Food Thoughts with Sheryl Estrada

In my studies of communication, I have learned everything has a process of communication either directly, indirectly or even abstractly. Food preparation has its own method of communication. For example, when a person prepares a dish with skill and care, it is communicated to the person who eats it through a delicious intensity of flavors and textures.

Like all forms of communication, our understanding of food begins when we are kids. Parents have the job of molding their child's perspective on food, such as fostering healthy eating habits. But in our multimedia communication age, that task can be difficult. I've never met a kid whose favorite food is broccoli. (Though, if there is one out there, I'd like to give him or her a high-five.) For the majority of kids, seeing broccoli on their dinner plate isn't appealing. After being bombarded with said to be "kid friendly" ultra sweet or fatty foods in commercials on a daily basis, it's hard for a kid not to want that.  Broccoli on the plate is equally as unappealing to teens who just logged off their social network page, which had pop-up ads with incentives to purchase fast food.

What parents need to do is be just as savvy and strategic in getting their kids to want to eat healthy.

Here are four tips to help your kids make healthy food choices:

1) Food Preparation Participation

The best way to promote your product is involvement. Would you purchase a car without a test drive? Kids and teens need to be shown healthy foods can taste good in order to be on board. Follow Chef Samuelsson's lead. His involvement in events  like The Second Annual Youth Health Forum at the Harlem YMCA, and  Target's Fun & Fit Family Day prove kids like cooking. Buy them an apron. Or better yet, have your child decorate their own apron. For teens, have them choose a recipe and give the opportunity to prepare it. You can be the sous-chef.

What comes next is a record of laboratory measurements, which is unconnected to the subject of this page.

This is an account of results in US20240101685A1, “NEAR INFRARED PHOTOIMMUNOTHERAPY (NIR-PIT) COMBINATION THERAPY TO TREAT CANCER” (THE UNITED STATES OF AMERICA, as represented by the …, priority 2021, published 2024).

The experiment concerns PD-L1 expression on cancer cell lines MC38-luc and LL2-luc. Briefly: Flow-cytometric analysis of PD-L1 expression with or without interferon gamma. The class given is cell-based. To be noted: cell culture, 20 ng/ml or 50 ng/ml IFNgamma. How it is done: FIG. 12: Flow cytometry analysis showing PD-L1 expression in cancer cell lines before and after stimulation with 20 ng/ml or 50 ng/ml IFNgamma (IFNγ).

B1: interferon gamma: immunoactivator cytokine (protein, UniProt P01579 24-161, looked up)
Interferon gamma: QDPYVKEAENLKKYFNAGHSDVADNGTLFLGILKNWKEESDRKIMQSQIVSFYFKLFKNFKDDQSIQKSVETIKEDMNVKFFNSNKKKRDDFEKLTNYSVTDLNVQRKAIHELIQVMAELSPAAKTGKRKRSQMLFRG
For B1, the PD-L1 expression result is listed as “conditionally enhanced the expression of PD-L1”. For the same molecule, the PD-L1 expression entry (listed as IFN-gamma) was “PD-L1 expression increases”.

2) Repetition and Persistence

Haven't you seen a product promoted to children and teens reinvent itself over the years? Your child might have declared he or she doesn't like certain fruits and vegetables. Don't give up. I truly believe there's something for everyone. You can make a game out of it, and try out vegetables alphabetically. One week you can try fruits and vegetables that begin with the letter "A." Go through the alphabet all the way to "Z" for zucchini!

3) Lead by example

Parents need to be committed to incorporating healthy food into their own diet. There's no room for, "Do as I say, not as I do."

4) Make the process seem fun and natural

Kids, especially teens, are indeed intuitive. If they feel forced to eat fruit and vegetables they already declared they don't like, you might have more of a challenge on your hands.

Once you've gotten your children interested in healthy eating, you can seek out different opportunities to keep the interest alive.

Let's Move!, a campaign initiated by First Lady Michelle Obama to combat child obesity, along with the U.S. Department of Agriculture, is offering a competition asking school nutrition professionals, chefs, students, parents and interested community members to create healthy recipes for inclusion on school lunch menus across the country.

A team must consist of a chef, a school nutrition professional, at least one student currently enrolled in grades 4 to 12, and at least one parent or community member.

Applications are being accepted now through Dec. 30. For more details or to apply, visit www.recipesforkidschallenge.com